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Complete wazwan on one platter (or majma). This is usually presented to the would-be in-laws before/on the day of the marriage.
Region or stateKashmir

Wazwan (Kashmiri pronunciation: [waːzɨwaːn]) is a multi-course meal in Kashmiri cuisine, originating from Kashmir.

Almost all the dishes are meat-based using lamb or chicken with few vegetarian dishes. It is popular throughout the larger Kashmir region. Moreover, Wazwan is also served internationally at Kashmiri food festivals and reunions.[1]


Waza preparing rista

In the Kashmiri language, waz means 'cook' or 'cooking' and wan means 'shop'. The ultimate formal banquet in Kashmir is the royal wazwan. Of its thirty-six courses, between fifteen and thirty can be preparations of meat, cooked overnight under the supervision of a master chef called a wouste waze. Guests are seated in groups of four and share the meal out of a large copper plate called the traem. A ritual washing of hands in a portable basin called the Tash-t-naer, which is taken around by attendants. Then the traem arrives, heaped with rice, quartered by two seekh kababs and contains four pieces of methi maaz, (mutton intestines flavored with a spice mixture containing dried fenugreek (methi) leaves), two tabakh maaz (twice-cooked lamb ribs, initially braised with ground spices, then browned in ghee), one safed kokur (chicken with white sauce), one zafran kokur (chicken with saffron sauce), and the first few courses. Yogurt and chutney are served separately in small earthen pots. Up to about 20 items are served thereafter by waza (the junior cook). Seven dishes are a must for these occasions — tabakh maaz, rista (meatballs in a red, paprika-saffron-fennel spice gravy colored with dyer's alkanet), rogan josh, daniwal korma (lamb roasted with yoghurt, spices and onion puree, topped with coriander leaves), aab gosh (lamb chunks cooked with a fennel-based spice mixture, cardamom and partially evaporated milk), marchhwangan korma (chicken legs/thighs cooked in a spicy browned-onion sauce) and gushtaba (meatballs cooked in a spicy yoghurt gravy).[2][3] The main course usually ends with gushtaba.[4] The gushtaba is a large meatball which signals the end of the main course. After that, desserts are served. In winters, the dessert can be a hot sweet dish and in summers, it is usually something cold.

List of main dishes[edit]

  • Rista (meatballs in a fiery red gravy)[2][3][4]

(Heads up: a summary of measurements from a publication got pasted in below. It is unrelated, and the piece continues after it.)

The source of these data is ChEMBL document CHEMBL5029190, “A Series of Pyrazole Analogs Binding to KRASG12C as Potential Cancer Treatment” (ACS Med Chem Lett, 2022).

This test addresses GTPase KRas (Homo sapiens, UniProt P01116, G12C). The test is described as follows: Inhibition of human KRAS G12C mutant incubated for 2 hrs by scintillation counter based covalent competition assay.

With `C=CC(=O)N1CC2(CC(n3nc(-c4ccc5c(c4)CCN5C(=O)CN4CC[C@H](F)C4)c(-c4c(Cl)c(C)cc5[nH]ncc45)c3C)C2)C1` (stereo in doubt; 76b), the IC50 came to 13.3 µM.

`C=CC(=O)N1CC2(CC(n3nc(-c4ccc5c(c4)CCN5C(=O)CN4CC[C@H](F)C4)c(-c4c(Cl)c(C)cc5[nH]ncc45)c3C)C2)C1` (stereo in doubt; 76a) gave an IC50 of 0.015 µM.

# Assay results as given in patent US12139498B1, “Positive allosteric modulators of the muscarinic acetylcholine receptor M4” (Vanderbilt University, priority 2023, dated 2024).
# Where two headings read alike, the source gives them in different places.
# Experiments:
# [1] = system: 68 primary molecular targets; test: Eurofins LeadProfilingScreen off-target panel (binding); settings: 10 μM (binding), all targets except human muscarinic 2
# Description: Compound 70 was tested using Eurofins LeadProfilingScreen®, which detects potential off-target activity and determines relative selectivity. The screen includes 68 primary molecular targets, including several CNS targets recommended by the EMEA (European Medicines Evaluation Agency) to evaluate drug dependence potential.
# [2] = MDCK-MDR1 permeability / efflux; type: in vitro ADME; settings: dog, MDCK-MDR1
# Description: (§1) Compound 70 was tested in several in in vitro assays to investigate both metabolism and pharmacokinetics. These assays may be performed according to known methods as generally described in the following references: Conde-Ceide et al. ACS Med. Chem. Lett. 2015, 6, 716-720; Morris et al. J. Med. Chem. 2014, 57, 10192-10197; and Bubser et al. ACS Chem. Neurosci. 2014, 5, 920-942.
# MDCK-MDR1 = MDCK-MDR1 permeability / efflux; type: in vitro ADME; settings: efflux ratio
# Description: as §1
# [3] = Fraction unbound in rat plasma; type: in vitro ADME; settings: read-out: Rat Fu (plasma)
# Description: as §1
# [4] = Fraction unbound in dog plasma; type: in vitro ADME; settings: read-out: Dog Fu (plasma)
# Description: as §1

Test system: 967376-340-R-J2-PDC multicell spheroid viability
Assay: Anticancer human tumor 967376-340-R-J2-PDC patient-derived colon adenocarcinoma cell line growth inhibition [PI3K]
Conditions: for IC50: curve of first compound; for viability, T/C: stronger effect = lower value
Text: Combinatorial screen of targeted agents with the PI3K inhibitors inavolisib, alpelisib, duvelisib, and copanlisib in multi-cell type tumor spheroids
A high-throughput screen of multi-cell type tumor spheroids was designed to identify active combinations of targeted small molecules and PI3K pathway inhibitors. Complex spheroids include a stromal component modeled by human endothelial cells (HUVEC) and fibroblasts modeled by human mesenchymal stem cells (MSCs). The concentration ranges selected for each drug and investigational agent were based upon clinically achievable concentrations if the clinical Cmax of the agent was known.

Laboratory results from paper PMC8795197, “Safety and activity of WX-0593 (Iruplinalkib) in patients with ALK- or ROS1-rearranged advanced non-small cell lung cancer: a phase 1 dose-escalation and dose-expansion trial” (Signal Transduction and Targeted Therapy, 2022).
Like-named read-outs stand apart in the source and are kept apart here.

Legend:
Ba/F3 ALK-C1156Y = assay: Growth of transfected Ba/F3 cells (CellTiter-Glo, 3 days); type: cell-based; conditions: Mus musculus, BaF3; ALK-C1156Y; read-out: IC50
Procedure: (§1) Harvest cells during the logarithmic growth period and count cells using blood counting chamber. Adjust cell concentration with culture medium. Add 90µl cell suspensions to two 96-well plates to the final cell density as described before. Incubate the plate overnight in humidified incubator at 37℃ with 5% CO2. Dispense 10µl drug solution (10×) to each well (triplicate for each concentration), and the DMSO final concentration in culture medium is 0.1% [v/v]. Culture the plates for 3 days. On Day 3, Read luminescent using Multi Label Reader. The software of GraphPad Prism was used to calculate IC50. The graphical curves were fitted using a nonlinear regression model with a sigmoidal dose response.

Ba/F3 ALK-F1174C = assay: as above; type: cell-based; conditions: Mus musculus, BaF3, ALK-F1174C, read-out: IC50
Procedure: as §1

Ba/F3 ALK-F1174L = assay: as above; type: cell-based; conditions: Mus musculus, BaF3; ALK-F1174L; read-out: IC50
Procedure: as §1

• Lahabi kabab or Moachi kabab (flattened mutton kababs cooked in yogurt)
  • Waza kokur (two halves or two full chicken cooked whole)
  • Daeni phoul (mutton dish)
  • Doudha ras (mutton cooked in sweet milk gravy)
  • Rogan josh (tender lamb cooked with Kashmiri spices)[2][4]
  • Tseer-e-Gushtab (A soft meatball with apricot inside cooked with yogurt)
  • Tabak maaz (ribs of lamb simmered in yogurt till tender, then fried)[3]
  • Daniwal korma (a mutton curry with coriander)
  • Waza palak (green spinach cooked with small mutton balls known as paliki riste)
  • Aab gosh (lamb cooked in milk curry)[3]
  • Marchwangan korma (an extremely spicy lamb dish)
  • Kabab (minced meat roasted on skewers over hot coals)[4]
  • Gushtaba (a velvety textured meatball in white yogurt gravy)[2][3][4]
  • Yakh'n (delicately spiced yogurt curry)[2]
  • Ruwangan chhaman (cheese (paneer) squares with tomato gravy)
  • Dum aelva (potatoes cooked in yogurt gravy)
  • Dum aloo[4]
  • Gand aanchaar (chopped onions mixed with chilies, salt, yogurt and spices)
  • Muji chetin or mooli akhrot chutney (radish and walnut chutney)[2]
  • Phirni (a milk pudding thickened with semolina or ground rice, flavored with cardamom and optionally saffron, set in individual bowls with slivered nuts and silver leaf)[2][3][4][5]

See also[edit]



  1. ^ "Wazwan Information".
  2. ^ a b c d e f g "Wazwan Menu". The Manor Delhi. Retrieved 20 October 2016.
  3. ^ a b c d e f "Wonders of the Wazwan". The Hindu. 11 April 2012. Retrieved 20 October 2016.
  4. ^ a b c d e f g Gupta, Namita (2 June 2016). "Wazwan from the valley". Deccan Chronicle. Retrieved 20 October 2016.
  5. ^ "Dish List".

Further reading[edit]